In five years as a journalist, while blogging on the side, I’ve written over 4000 introductions. Yes there were some gems in there, but quite a few were fairly average. The only way to improve your introductions is to get writing and, of course, to read the work of others. 

There are, however, some essential tips to set you up for success. 

Keep it active

Active voice keeps your writing punchy and impactful. So it’s not really surprising that’s the voice you in blog post introductions. 

Active voice is easier to understand and is preferred for SEO optimisation as it’s usually shorter and more reader-friendly. 

Remember in active voice, the emphasis is on the subject carrying out an action. In passive voice, the action is done to the subject. 

Get a shot of in-depth writing advice each month by joining my mailing list. Subscribers also get access to my FREE resource library where you can download a copy of your blog post editing checklist and a 12-page guide to understanding the most commonly confused words. Sign up below!

Name *

Get back to attribution later

You might be riffing on a great quote, or discussing an issue that’s been hotly debated on social media. But leave any attribution to your following paragraphs. This will stop your introduction feeling clunky. 

Don’t bury the lead

It might feel like you’re giving too much away, but don’t bury the most important information. You need to hook your audience into your blog post with a really compelling introduction and that means using the best or most emotive information, statistic, or quote. 

Remember, we want people to know the most important stuff first with the inverted pyramid. Always think about how you would tell this story to someone in an elevator, and then put that information in your introduction. 

Ditch the dictionary definitions

I’m begging you: please do not start your blog post with a dictionary definition. I remember writing introductions this way when I was 14 and if I read it on blogs it takes me straight back to high school. 

Introductions based on definitions are boring and cliched. That’s not the first impression you want to give your audience. If you need to define something in your article, go for it. But don’t do it in the introduction.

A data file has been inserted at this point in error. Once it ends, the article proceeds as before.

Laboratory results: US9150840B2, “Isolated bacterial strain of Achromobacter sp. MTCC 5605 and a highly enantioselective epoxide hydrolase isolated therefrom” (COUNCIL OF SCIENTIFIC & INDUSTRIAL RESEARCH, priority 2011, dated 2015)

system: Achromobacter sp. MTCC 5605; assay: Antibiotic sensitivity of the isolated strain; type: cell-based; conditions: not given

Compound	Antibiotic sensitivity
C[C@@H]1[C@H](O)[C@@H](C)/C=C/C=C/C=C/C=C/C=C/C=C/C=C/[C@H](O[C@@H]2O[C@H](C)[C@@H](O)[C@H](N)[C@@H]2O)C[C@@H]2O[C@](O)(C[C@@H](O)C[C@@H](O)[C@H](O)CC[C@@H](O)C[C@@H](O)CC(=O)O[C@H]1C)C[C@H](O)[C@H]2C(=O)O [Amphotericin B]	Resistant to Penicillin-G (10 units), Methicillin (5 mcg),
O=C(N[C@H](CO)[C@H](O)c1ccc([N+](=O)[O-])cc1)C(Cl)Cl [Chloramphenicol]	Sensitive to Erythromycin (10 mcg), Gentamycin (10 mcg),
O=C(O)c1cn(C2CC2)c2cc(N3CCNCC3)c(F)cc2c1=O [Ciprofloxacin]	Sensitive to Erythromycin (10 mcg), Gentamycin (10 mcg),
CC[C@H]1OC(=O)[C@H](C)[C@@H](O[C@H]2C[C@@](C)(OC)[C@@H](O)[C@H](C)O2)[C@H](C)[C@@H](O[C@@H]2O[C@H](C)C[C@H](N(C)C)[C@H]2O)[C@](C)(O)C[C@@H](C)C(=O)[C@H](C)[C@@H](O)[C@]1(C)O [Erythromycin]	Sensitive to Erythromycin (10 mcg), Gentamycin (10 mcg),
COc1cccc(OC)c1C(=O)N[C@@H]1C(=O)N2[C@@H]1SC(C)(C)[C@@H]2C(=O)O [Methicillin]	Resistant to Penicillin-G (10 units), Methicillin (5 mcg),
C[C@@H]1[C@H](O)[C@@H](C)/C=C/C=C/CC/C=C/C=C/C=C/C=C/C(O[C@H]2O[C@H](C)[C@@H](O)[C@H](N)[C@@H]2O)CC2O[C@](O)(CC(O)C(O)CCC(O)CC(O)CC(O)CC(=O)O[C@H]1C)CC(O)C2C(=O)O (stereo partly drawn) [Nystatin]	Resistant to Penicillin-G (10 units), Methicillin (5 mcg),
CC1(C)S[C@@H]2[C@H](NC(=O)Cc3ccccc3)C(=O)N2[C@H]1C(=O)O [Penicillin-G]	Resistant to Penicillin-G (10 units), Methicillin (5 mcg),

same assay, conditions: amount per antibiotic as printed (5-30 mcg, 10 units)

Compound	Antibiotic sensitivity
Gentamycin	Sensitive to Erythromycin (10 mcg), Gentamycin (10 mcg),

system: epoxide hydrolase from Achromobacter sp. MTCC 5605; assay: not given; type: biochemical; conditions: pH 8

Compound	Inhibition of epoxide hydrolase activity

Think short and punchy

If your first paragraph looks like something out of a 19th Century novel, I’m out. Your blog post introduction should be short, but emotive. 

The golden rule for newspaper journalists is to use no more than 25 or 30 words in an introduction. I’m not kidding when I tell you I would count the words in my introduction every day at work. 

Since you’re not writing for a newspaper on your blog, you can use more than one sentence as your introduction but try to stick to three at most. And keep those short. 

Avoid cliches like the plague

Would it be a chat about cliches if I didn’t include a cliche? It’s best practice to avoid cliches in all your writing (unless it’s irony), but it’s especially important in your introduction. 

Cliches are overused, predictable, and eye-roll inducing. Your introduction is the place where you want your writing to shine, so why rely on a phrase everyone’s heard over and over?

Which of these tips are you going to implement first? Let me know in the comments or tag me in a post where you’ve improved your introductions with this advice. You can also get in touch on Twitter or Instagram.

How to write fantastic blog post introductions and get more readers